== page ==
How do his subalterns relate with an alpha male of a President? In this particular case, President Duterte’s presence is the dominating specter hovering over the OP; and with his propensity to act decisively on a mere “whiff of corruption,” this, I submit, strikes fear in the hearts of even the virtuous. Add to that his propensity to act and decide without proper consultation with his Cabinet. Indeed, a dominant and domineering personality will intimidate the people around him. As a counter-measure, the participation of alpha males/females in the Cabinet is an imperative. Strong Presidents should have strong-minded advisers. The absence of an ardent “imperial court of advisers” to the presidency is a disservice to an office where policy discourse on good governance is primarily fueled by healthy debate and a clash of ideas.

Echoing Schlesinger’s hypothesis on the making of an imperial presidency, all of the above contribute to the weakness of a presidency in a republican state that allows the appearance of an imperial President with “strongman” attributes. President Rodrigo Duterte fits this description.

Weak checking mechanism

Two other elements contribute to the making of an imperial presidency; a weak, or the absence of a, checking mechanism of Congress and the Constitution itself. Part 1 of this series (“Self-castration of Congress”) described how both houses of the legislative branch surrendered their prerogatives in checking the executive branch.

As to the Constitution, the President has not yet been proven to have breached any of its dictates but his constant threats against its ultimate arbiter and interpreter, the Supreme Court, comes close to a transgression.

Pimentel reacts to Duterte defying SC, Congress:“Alarmed, but no need to act”(May 29, 2017 @inquirerdotnet)

“Senate President Aquilino “Koko” Pimentel 3rd on Monday defended President Rodrigo Duterte from critics, saying he did not violate the law by making remarks about defying the Supreme Court (SC) and Congress on martial law.”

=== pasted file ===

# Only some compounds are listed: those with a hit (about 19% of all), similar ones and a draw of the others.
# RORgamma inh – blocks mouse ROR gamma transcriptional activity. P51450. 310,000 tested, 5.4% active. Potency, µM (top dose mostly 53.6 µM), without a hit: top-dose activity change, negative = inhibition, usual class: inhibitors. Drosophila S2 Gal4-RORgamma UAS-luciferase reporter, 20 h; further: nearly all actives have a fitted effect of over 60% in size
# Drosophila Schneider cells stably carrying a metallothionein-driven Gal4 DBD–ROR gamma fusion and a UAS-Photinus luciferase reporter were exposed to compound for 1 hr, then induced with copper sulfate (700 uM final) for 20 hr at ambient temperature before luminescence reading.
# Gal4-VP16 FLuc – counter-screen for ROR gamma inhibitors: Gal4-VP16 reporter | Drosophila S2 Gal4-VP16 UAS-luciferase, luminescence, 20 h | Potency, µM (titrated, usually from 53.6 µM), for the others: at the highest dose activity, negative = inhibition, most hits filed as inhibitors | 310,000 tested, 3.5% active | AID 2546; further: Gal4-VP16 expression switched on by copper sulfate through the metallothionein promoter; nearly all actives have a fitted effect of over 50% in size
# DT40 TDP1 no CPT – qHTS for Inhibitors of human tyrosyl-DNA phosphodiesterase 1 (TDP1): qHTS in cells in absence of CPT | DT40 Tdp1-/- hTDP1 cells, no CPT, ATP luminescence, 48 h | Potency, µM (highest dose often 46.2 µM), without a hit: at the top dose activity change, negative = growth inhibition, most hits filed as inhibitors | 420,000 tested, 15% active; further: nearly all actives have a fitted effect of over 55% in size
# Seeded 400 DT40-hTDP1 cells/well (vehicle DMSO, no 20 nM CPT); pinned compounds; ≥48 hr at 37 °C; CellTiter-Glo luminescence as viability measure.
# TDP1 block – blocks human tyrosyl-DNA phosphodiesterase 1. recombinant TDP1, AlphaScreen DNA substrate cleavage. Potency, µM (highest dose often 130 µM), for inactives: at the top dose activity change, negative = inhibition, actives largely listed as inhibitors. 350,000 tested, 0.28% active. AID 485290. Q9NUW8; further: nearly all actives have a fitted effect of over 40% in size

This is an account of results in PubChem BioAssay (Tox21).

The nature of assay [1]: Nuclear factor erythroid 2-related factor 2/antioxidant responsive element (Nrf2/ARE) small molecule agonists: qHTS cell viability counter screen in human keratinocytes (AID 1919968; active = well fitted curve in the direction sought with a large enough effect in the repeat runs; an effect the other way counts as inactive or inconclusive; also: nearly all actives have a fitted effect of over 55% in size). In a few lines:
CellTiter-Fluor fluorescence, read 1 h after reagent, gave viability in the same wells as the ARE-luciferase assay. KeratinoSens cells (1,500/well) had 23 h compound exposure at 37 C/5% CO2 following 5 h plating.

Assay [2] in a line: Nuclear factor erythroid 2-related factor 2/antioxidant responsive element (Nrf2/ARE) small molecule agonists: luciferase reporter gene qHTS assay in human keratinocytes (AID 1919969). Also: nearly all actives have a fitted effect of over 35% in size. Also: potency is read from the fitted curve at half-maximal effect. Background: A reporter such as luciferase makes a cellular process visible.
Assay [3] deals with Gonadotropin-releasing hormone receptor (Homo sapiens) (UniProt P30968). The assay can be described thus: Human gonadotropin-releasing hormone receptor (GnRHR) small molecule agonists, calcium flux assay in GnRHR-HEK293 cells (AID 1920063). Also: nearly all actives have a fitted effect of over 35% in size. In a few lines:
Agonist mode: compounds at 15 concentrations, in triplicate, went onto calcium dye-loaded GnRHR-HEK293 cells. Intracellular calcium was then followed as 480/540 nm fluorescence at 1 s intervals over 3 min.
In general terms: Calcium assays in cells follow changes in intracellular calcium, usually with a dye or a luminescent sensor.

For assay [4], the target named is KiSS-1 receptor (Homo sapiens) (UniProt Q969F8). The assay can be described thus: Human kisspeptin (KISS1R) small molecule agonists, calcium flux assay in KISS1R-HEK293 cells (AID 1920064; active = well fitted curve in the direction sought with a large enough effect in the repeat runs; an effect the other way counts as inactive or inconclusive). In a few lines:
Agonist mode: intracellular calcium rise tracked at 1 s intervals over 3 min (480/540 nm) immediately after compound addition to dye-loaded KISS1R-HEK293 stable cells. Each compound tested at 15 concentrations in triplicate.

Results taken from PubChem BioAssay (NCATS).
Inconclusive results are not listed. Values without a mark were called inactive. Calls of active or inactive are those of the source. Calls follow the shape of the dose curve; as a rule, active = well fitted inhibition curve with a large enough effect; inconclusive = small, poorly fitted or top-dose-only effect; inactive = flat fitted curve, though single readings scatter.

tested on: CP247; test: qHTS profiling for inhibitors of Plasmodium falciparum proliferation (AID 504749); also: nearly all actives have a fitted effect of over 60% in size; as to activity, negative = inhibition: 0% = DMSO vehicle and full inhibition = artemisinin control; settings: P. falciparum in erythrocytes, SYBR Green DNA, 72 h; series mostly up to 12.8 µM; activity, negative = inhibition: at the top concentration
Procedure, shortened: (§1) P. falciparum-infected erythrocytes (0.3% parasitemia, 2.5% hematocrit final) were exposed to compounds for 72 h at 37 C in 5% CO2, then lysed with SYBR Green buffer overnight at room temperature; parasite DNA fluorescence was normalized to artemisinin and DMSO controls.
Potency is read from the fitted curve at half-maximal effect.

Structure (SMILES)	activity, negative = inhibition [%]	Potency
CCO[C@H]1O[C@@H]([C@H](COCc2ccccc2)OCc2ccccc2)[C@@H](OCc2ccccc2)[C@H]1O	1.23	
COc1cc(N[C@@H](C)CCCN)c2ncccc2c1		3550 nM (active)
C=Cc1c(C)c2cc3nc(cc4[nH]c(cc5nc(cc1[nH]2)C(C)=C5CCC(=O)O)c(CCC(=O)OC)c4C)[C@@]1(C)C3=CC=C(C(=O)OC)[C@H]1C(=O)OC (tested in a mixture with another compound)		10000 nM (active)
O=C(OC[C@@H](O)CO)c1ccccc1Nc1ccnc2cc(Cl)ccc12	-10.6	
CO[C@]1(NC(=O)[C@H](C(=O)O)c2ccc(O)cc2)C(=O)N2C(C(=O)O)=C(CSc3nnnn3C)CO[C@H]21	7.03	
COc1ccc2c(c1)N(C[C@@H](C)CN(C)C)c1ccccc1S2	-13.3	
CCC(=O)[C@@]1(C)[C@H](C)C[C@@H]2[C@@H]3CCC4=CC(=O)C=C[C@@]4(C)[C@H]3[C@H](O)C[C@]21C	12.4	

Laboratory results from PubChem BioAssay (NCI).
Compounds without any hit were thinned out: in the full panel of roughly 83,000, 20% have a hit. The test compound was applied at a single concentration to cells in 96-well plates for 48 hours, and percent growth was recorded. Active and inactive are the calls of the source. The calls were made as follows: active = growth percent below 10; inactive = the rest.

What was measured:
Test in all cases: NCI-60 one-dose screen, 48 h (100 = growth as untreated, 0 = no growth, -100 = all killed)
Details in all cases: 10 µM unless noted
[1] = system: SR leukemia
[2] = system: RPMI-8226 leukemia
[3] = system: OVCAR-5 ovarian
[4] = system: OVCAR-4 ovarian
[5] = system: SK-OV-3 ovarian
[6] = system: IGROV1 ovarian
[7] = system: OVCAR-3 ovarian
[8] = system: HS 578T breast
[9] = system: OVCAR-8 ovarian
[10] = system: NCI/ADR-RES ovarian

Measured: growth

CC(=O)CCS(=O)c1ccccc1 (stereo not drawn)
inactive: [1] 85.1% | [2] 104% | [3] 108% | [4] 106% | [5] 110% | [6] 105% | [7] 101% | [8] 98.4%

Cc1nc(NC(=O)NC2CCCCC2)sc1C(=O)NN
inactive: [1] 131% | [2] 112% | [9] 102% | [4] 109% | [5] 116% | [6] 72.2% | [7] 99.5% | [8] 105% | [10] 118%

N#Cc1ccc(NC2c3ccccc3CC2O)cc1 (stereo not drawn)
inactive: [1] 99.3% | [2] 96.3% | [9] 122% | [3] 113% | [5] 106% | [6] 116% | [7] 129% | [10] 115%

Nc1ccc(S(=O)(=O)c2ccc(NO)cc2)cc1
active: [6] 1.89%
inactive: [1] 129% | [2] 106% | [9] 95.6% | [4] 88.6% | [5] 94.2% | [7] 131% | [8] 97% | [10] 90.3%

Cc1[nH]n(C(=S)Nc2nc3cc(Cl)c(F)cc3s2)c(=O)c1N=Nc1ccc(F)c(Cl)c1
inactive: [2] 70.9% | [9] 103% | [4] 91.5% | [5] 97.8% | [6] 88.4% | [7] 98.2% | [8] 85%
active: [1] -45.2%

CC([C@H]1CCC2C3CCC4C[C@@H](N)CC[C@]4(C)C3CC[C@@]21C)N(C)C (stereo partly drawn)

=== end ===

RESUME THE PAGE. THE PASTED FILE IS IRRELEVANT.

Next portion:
Duterte defies Supreme Court (@inquirerdotnet, August 10, 2016)

“I’m giving you a warning. Don’t create a crisis because I will order everybody in the executive department not to honor you,” Mr. Duterte told (Supreme Court Chief Justice) Sereno, in his remarks before the military in Cagayan de Oro City.

“You want me to be frank? You’re interfering (with my job)… Please, don’t order me. I’m not a fool. If this continues, (that) you’re trying to stop me, I might lose my cool. Or would you rather I declare martial law?”

The proposition that now shapes the national conversation is whether President Duterte, with all his flaws, is what this country needs. In Part 1 & 2 of this series, a case was being developed that the frustrations of the Filipino—stark poverty and corruption in all levels of government; the downward spiral toward stasis from the early days of the Republic— precipitated the seething anger that found relief from an outsider whose message and personality resonated with the voters. Duterte the foul-mouth visionary whose claim to fame is the deliverance of a city from the political abyss of centralized government neglect, carpeted his governance with the corpses of the “dregs of society”. He openly declared as his platform that he will do the same for the whole country if elected President. We elected him President.